The attack came as part of an escalating push by the Syrian government to cut rebel supply routes linking the suburbs of Damascus to Lebanon through the rugged Qalamoun mountains. The routes are one of the last lifelines between rebel positions in central Syria and the outside world after others through the city of Homs were shut down this summer.
Forces loyal to Syrian President Bashar al-Assad have been gaining momentum on a number of fronts as they seek to reclaim rebel-held territory ahead of peace talks due to be held in the coming months in Geneva.
The official Syrian Arab News Agency said government forces also made fresh advances on Sunday on the outskirts of Aleppo, where they have reversed more than a year of steady rebel gains in recent weeks.
Controlling the vast Qalamoun area will be a tough challenge because of the mountainous terrain and the onset of winter. But if rebel forces suffer setbacks in the strategic area, it would deal a blow to their efforts to sustain fighting in opposition strongholds around Damascus, where the government also has been making gains.
The latest fighting focuses on the small town of Qara, on the main highway linking Damascus to Homs, which has been closed by the fighting since Friday. Rebel commanders say government troops in the area are reinforced by fighters from the Shiite Lebanese Hezbollah movement, which controls much of the territory bordering Syria in eastern Lebanon.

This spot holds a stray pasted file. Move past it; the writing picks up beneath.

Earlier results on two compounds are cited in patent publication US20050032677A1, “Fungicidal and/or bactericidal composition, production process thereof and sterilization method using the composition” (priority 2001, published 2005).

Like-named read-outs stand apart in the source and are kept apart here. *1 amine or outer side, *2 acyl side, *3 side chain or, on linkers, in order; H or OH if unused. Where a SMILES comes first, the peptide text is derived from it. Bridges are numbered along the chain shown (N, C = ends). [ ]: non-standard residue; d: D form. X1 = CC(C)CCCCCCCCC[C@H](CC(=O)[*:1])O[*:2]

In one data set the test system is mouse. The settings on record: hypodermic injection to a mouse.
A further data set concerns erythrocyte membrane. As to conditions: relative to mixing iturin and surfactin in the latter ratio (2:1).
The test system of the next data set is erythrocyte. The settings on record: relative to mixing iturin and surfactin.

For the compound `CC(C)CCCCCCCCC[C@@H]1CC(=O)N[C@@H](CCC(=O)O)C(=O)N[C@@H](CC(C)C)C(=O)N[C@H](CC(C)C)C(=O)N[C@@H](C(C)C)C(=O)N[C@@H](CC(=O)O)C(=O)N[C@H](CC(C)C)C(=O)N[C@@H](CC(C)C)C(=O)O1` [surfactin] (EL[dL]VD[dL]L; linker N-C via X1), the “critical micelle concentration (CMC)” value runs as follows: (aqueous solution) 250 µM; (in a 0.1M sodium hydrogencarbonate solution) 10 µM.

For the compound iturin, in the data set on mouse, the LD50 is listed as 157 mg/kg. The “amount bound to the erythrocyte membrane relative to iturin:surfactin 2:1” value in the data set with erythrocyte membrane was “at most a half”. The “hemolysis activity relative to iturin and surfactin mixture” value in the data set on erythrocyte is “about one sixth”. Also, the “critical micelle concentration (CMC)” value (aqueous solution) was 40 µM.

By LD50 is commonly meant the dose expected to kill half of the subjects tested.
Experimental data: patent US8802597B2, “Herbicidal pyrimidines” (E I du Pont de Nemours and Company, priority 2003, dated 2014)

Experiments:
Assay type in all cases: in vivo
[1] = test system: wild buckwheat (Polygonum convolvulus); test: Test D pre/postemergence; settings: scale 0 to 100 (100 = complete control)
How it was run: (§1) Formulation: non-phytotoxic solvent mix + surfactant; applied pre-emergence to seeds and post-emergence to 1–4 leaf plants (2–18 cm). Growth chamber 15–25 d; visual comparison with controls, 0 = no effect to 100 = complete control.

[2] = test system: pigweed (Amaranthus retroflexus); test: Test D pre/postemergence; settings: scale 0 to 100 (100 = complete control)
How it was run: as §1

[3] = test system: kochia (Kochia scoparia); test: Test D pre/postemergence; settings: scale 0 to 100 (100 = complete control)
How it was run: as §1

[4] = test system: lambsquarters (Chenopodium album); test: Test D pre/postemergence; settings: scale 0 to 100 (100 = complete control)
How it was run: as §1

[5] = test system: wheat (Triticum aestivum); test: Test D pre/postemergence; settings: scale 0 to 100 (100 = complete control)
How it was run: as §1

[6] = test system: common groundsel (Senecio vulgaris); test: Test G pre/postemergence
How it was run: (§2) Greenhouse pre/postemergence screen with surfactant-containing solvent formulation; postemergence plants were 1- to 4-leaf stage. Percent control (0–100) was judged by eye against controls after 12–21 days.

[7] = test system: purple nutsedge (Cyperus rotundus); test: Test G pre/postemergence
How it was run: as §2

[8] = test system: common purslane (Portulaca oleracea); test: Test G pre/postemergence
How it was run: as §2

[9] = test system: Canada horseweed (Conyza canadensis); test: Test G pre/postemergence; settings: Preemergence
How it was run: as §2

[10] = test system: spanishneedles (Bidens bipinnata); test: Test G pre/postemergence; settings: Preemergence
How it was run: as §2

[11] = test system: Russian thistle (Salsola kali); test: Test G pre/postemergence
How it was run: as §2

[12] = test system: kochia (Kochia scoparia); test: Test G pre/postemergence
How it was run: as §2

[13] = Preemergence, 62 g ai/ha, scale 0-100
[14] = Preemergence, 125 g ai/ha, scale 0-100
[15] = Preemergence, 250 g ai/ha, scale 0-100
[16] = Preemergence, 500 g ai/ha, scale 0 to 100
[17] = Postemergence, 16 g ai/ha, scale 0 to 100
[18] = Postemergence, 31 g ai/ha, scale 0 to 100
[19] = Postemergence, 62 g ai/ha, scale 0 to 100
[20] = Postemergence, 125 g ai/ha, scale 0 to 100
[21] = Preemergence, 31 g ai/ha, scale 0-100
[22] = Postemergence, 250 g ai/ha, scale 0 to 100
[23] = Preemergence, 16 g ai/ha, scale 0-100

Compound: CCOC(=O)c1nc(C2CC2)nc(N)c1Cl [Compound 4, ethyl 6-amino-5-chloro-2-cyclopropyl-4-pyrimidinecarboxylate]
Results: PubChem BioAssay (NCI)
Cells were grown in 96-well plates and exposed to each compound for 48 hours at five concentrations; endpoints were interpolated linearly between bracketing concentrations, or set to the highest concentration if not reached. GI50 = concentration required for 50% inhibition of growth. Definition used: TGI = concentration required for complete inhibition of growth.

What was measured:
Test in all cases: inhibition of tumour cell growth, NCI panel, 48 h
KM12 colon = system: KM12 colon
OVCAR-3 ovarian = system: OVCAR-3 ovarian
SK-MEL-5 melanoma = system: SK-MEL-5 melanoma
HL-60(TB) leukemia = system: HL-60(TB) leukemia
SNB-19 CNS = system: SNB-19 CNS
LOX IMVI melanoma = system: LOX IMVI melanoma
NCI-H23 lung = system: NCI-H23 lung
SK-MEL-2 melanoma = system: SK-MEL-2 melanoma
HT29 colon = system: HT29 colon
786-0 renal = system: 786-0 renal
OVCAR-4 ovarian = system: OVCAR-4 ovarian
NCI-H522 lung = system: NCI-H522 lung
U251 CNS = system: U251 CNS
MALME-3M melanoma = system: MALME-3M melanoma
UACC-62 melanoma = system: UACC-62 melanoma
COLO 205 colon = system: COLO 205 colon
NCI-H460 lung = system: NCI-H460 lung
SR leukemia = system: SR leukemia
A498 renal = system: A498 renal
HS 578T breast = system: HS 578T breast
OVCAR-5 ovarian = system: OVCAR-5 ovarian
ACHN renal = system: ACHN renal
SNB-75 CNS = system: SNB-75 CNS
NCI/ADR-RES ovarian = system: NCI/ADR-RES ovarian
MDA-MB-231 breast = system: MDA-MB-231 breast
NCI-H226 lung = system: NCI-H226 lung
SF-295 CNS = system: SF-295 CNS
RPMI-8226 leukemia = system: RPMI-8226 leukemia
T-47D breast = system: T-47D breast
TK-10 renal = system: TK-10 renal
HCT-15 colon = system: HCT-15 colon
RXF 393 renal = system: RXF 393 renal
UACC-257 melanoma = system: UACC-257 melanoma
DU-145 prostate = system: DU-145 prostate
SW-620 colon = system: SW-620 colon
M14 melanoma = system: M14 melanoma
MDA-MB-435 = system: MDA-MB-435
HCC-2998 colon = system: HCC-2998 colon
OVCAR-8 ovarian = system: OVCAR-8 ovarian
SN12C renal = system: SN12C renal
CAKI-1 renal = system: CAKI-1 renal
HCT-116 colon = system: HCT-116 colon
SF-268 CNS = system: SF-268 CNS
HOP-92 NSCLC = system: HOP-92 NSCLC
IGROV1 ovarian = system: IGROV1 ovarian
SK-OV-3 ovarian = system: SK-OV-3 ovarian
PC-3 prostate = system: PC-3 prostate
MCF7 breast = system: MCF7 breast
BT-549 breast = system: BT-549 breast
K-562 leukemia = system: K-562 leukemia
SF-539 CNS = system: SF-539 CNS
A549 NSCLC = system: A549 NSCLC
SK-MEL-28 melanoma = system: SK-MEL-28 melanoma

The Britain-based Syrian Observatory for Human Rights said artillery and warplanes pounded Qara for a second day on Sunday, and video posted on YouTube showed smoke rising after one of the attacks.
Some Lebanese news organizations said tens of thousands of Syrians had arrived in Lebanon over the weekend, but U.N. officials who visited the border area counted 1,000 families, or about 4,000 to 5,000 people, the officials said.
The cold is the biggest problem for the new refugees, most of whom fled Qara under fire with few possessions, said Dana Sleiman, a spokeswoman for the UNHCR in Lebanon. They are taking refuge in mosques, homes, schools and a small tented camp, but “shelter is a problem,” she said after visiting the new arrivals.
“It’s extremely cold, and we have colder months coming ahead,” Sleiman said.
Arsal, a remote town of 80,000 that has become a haven for rebels and their families, has 30,000 refugees and lacks the capacity to care for many more, she said.
Lebanon, a country the size of Delaware, has been stretched to the limit by an influx of more than 816,000 refugees, who make up one-fifth of the population of the country. They are among more than 2.2 million Syrians who have fled the war raging in their country. Jordan and Turkey also are hosting large numbers of refugees.
More are expected as the battle for Qalamoun heats up, according to Sleiman.
“People will continue to come as long as they have no choice,” she said. “These people had no choice but to flee to Lebanon, and the first thing they told me was that they want to go home.”
Meanwhile, an explosion late Sunday targeting an administrative office in the northeastern Damascus suburb of Harasta killed at least 31 government troops, the Syrian Observatory for Human Rights said in a statement. There was no confirmation from the government.